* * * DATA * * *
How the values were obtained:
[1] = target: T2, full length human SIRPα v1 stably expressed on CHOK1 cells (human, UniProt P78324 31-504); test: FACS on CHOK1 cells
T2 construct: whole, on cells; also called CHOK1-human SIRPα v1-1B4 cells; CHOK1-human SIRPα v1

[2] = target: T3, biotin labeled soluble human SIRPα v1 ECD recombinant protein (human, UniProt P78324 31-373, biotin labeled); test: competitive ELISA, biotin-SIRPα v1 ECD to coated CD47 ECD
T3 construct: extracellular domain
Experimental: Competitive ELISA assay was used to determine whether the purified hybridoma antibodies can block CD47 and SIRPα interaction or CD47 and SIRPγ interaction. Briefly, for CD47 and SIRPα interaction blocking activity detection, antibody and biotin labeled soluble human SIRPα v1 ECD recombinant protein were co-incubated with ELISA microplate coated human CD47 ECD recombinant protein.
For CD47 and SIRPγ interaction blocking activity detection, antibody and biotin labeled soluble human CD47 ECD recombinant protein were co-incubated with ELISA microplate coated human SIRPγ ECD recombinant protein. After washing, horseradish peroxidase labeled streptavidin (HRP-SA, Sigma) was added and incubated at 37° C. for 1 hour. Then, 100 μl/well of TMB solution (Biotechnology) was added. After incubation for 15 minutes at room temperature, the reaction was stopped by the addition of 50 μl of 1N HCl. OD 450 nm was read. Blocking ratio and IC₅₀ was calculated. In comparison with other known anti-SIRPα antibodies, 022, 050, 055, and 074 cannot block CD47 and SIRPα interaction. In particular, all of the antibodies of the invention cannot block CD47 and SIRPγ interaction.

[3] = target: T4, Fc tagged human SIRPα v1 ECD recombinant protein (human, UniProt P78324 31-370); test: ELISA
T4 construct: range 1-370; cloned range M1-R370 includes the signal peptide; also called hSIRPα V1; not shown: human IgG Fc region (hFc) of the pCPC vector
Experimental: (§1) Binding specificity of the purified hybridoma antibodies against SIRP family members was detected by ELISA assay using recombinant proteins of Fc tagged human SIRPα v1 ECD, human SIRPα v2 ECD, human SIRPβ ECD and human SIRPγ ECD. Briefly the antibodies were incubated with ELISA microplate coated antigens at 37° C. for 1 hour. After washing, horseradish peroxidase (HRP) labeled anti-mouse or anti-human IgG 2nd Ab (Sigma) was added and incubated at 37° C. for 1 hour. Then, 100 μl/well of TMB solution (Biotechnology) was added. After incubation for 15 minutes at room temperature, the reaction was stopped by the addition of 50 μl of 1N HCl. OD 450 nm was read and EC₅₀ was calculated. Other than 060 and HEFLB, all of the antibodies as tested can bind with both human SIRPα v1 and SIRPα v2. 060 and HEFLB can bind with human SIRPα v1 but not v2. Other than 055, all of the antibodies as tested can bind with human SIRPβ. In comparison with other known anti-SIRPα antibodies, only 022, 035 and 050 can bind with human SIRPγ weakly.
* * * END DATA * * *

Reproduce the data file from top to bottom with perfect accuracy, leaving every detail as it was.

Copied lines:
How the values were obtained:
[1] = target: T2, full length human SIRPα v1 stably expressed on CHOK1 cells (human, UniProt P78324 31-504); test: FACS on CHOK1 cells
T2 construct: whole, on cells; also called CHOK1-human SIRPα v1-1B4 cells; CHOK1-human SIRPα v1

[2] = target: T3, biotin labeled soluble human SIRPα v1 ECD recombinant protein (human, UniProt P78324 31-373, biotin labeled); test: competitive ELISA, biotin-SIRPα v1 ECD to coated CD47 ECD
T3 construct: extracellular domain
Experimental: Competitive ELISA assay was used to determine whether the purified hybridoma antibodies can block CD47 and SIRPα interaction or CD47 and SIRPγ interaction. Briefly, for CD47 and SIRPα interaction blocking activity detection, antibody and biotin labeled soluble human SIRPα v1 ECD recombinant protein were co-incubated with ELISA microplate coated human CD47 ECD recombinant protein.
For CD47 and SIRPγ interaction blocking activity detection, antibody and biotin labeled soluble human CD47 ECD recombinant protein were co-incubated with ELISA microplate coated human SIRPγ ECD recombinant protein. After washing, horseradish peroxidase labeled streptavidin (HRP-SA, Sigma) was added and incubated at 37° C. for 1 hour. Then, 100 μl/well of TMB solution (Biotechnology) was added. After incubation for 15 minutes at room temperature, the reaction was stopped by the addition of 50 μl of 1N HCl. OD 450 nm was read. Blocking ratio and IC₅₀ was calculated. In comparison with other known anti-SIRPα antibodies, 022, 050, 055, and 074 cannot block CD47 and SIRPα interaction. In particular, all of the antibodies of the invention cannot block CD47 and SIRPγ interaction.

[3] = target: T4, Fc tagged human SIRPα v1 ECD recombinant protein (human, UniProt P78324 31-370); test: ELISA
T4 construct: range 1-370; cloned range M1-R370 includes the signal peptide; also called hSIRPα V1; not shown: human IgG Fc region (hFc) of the pCPC vector
Experimental: (§1) Binding specificity of the purified hybridoma antibodies against SIRP family members was detected by ELISA assay using recombinant proteins of Fc tagged human SIRPα v1 ECD, human SIRPα v2 ECD, human SIRPβ ECD and human SIRPγ ECD. Briefly the antibodies were incubated with ELISA microplate coated antigens at 37° C. for 1 hour. After washing, horseradish peroxidase (HRP) labeled anti-mouse or anti-human IgG 2nd Ab (Sigma) was added and incubated at 37° C. for 1 hour. Then, 100 μl/well of TMB solution (Biotechnology) was added. After incubation for 15 minutes at room temperature, the reaction was stopped by the addition of 50 μl of 1N HCl. OD 450 nm was read and EC₅₀ was calculated. Other than 060 and HEFLB, all of the antibodies as tested can bind with both human SIRPα v1 and SIRPα v2. 060 and HEFLB can bind with human SIRPα v1 but not v2. Other than 055, all of the antibodies as tested can bind with human SIRPβ. In comparison with other known anti-SIRPα antibodies, only 022, 035 and 050 can bind with human SIRPγ weakly.